Donald Pittenger writes: Dear Blowhards -- For what it's worth, I almost always prefer women with shorter (but not crew-cut short) hair. Some guys seem to prefer long hair on women. I don't know why. But I'll at least speculate about myself. It might have had to do with what I saw when growing up. But not, please note, when I was really young. When I was a child and even into the lower grades in school, the fashion for women's hair was shoulder-length (I'm talking most of the 1940s here). My mother wore her hair shoulder-length in those years and even later. Here's the possible connection: When I reached puberty (1952 or 1953, say) the fashion had shifted to shorter hair. By shorter I mean a range between a couple inches above the shoulder to perhaps 4-6 inches long, sometimes combed back along the side of the head in a faux-DA style. Younger women are no longer my cuppa tea, but I've noticed for quite a few years that many (most?) like to wear their hair really long -- from the lower part of the shoulder blades down even to the small of the back. This does nothing for me. Something to do with poor face-framing? The possible imprinting at age 13 noted above? I dunno. Given my inability to deal with this vital subject, herewith are some questions for the rest of you to mull over and comment on: Why do some men prefer long-haired women? Could it be generational? Why do younger women seem to prefer long hair? Do they like it for its own sake? Do they think it flattering? Or do they wear it long because they think it attracts men? Older women (and men too) tend to wear shorter hair. Does this have to do with the changing nature of hair as one ages? Or is this also something to do with one's generation? Other ideas or personal experiences are also welcome, of course. Later, Donald... posted by Donald at February 7, 2008 | perma-link | (4) comments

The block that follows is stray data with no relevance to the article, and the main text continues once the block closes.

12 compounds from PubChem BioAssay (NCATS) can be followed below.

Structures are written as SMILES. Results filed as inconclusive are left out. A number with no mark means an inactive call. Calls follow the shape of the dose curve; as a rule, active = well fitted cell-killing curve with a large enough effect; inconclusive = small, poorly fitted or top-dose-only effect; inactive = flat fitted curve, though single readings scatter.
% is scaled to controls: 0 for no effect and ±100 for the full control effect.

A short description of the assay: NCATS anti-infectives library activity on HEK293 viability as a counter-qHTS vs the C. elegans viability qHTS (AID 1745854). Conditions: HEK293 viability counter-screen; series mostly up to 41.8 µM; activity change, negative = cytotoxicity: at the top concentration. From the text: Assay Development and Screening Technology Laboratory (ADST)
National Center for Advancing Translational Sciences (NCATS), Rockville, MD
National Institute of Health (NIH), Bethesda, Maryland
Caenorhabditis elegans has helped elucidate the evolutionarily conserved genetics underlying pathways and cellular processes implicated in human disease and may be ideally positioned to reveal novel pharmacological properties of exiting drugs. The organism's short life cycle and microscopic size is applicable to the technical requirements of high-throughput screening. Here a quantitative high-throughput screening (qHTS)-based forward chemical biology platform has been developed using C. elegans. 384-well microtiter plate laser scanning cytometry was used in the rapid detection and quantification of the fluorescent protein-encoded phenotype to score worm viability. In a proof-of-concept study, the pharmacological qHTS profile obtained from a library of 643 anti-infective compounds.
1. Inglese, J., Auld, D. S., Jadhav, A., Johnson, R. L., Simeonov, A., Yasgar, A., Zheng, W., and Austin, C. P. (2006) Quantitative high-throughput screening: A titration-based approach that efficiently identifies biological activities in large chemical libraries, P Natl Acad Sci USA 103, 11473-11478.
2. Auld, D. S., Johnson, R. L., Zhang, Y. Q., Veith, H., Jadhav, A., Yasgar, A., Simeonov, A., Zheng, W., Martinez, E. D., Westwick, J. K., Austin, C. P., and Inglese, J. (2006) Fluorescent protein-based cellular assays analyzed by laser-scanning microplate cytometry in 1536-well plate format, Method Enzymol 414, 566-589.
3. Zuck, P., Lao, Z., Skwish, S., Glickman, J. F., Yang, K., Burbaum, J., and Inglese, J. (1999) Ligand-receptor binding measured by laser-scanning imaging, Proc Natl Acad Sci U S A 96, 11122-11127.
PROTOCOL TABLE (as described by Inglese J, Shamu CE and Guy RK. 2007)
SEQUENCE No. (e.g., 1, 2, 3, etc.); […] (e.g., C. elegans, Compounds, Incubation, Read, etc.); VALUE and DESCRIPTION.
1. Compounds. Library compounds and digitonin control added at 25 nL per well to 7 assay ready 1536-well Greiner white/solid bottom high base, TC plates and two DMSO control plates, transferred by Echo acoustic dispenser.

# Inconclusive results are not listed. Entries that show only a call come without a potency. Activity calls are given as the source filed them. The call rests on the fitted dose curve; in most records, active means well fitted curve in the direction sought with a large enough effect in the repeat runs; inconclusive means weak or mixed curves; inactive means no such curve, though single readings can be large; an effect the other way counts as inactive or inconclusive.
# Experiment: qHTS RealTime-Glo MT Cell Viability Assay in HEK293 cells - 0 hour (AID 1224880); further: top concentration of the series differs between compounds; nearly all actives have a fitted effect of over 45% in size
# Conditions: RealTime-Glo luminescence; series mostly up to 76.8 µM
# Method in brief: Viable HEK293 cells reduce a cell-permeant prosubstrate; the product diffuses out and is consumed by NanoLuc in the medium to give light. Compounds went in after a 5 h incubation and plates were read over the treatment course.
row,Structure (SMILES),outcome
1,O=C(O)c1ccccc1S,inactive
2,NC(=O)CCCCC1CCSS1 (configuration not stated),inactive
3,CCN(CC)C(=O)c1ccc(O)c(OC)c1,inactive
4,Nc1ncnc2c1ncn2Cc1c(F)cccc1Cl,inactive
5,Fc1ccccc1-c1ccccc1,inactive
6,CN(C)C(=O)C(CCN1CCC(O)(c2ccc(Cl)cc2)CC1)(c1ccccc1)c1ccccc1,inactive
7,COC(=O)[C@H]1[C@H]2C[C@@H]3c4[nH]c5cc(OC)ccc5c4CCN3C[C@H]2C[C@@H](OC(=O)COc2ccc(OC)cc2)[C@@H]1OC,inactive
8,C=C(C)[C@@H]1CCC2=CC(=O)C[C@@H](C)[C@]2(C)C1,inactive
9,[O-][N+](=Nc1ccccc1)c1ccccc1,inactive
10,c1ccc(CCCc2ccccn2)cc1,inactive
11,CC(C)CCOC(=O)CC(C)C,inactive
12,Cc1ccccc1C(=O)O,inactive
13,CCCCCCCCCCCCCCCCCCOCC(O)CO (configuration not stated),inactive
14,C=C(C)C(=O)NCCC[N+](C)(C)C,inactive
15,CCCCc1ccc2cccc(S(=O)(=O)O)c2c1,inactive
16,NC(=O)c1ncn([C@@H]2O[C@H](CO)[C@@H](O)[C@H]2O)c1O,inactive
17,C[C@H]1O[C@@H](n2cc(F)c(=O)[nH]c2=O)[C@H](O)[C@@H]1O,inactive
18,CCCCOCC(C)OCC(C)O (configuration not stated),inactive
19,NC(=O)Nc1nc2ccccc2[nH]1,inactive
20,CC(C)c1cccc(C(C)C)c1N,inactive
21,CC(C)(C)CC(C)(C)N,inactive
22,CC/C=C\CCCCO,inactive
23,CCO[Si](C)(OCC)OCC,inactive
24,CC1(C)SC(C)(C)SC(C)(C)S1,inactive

Finance Highs and Lows
Michael Blowhard writes: Dear Blowhards -- * The NYTimes' Jenny Anderson writes an article about studies showing that finance-biz-style wheeling and dealing can deliver a lot of drug-style excitement. Here's the, er, money quote: A small group of scientists ... say they are starting to discover what many Wall Street professionals have long suspected -- that people are hard-wired for money. The human brain, these researchers say, responds to high-stakes trading just as it does to the lure of sex. And the riskier the trades get, the more the brain craves them. Finance guys get happily high when they gamble irresponsibly with your retirement, in other words. And don't you feel good about paying with your money to support their habit? * FvBlowhard passes along a hilarious mock-disclaimer originally posted by Barry Ritholz: WARNING: THESE BONDS HAVE BEEN RATED AAA BY A MAJOR RATING FIRM. THESE RATING FIRMS HAVE PROVEN THEMSELVES TO BE CLUELESS, MONEY-LOSING INCOMPETENTS IN EXCESS OF A TRILLION DOLLARS IN LOSSES. THEY WERE PAID HANDSOMELY BY THE BOND UNDERWRITER, AND ARE HOPELESSLY COMPROMISED. PURCHASERS OF THESE BONDS ARE ADVISED TO IMMEDIATELY KILL THEMSELVES, THUS SPARING THEIR LOVED ONES EMBARRASSMENT IN THE FUTURE. ALSO, THESE BONDS MAY LOSE VALUE. I JUST WET MYSELF MERELY THINKING ABOUT THIS PAPER. WHILE PAST PERFORMANCE IS NOT INDICATIVE OF FUTURE RETURNS, YOU SHOULD BE AWARE THAT PAST PERFORMANCE ALSO SUCKED. DONT BLAME US IF YOU LOSE ANY MONEY, AS WE HAVE NO IDEA WHAT THE F$#@ WE ARE DOING ANYWAY. REALLY, YOU ARE ON YOUR OWN. Best, Michael... posted by Michael at February 7, 2008 | perma-link | (2) comments